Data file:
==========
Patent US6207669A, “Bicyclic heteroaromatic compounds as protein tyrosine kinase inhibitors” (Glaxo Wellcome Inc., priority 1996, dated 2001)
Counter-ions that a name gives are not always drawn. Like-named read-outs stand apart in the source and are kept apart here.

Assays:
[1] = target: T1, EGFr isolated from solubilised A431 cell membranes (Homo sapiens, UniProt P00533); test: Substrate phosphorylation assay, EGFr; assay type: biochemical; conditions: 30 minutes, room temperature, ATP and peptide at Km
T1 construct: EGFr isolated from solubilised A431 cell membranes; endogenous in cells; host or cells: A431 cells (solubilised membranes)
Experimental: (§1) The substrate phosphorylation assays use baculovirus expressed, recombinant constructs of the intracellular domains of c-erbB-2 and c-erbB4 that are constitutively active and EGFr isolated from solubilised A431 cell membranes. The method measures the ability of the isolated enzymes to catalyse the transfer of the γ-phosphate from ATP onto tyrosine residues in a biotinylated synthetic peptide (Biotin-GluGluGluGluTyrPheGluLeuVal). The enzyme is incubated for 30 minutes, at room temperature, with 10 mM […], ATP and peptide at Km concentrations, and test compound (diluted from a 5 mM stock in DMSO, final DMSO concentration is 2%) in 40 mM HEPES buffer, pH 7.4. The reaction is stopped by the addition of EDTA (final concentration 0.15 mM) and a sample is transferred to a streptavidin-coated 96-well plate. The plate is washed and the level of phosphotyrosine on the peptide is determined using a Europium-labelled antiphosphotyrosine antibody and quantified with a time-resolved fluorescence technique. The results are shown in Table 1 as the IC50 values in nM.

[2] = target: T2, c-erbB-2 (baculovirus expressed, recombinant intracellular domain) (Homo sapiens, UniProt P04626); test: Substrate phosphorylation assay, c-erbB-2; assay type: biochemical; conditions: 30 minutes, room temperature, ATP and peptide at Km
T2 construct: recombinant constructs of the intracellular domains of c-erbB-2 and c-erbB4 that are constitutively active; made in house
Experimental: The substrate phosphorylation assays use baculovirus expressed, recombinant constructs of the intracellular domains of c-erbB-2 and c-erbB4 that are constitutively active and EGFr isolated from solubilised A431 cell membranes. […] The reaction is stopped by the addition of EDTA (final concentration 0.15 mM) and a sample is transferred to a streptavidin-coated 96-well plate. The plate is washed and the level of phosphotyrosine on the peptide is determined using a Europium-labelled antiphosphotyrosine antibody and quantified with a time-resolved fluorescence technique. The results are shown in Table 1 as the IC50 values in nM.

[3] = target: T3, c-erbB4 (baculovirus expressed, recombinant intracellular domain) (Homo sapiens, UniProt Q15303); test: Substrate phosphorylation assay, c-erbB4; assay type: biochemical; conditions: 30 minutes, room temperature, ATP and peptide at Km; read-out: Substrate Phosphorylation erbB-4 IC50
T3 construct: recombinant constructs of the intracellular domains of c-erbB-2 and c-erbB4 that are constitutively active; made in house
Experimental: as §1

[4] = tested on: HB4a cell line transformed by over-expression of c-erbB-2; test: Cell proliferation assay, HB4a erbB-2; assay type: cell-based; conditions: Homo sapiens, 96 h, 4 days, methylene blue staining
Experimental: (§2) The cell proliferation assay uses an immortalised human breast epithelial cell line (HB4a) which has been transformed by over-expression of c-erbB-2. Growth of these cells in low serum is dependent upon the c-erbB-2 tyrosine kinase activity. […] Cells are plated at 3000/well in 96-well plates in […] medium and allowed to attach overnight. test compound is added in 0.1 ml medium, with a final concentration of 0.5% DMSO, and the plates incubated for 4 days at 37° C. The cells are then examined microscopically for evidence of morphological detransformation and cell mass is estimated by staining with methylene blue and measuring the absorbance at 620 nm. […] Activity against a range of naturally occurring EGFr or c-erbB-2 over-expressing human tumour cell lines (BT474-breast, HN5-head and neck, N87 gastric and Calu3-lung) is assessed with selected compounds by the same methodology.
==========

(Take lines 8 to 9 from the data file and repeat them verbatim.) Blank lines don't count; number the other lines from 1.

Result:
T2 construct: recombinant constructs of the intracellular domains of c-erbB-2 and c-erbB4 that are constitutively active; made in house
Experimental: The substrate phosphorylation assays use baculovirus expressed, recombinant constructs of the intracellular domains of c-erbB-2 and c-erbB4 that are constitutively active and EGFr isolated from solubilised A431 cell membranes. […] The reaction is stopped by the addition of EDTA (final concentration 0.15 mM) and a sample is transferred to a streptavidin-coated 96-well plate. The plate is washed and the level of phosphotyrosine on the peptide is determined using a Europium-labelled antiphosphotyrosine antibody and quantified with a time-resolved fluorescence technique. The results are shown in Table 1 as the IC50 values in nM.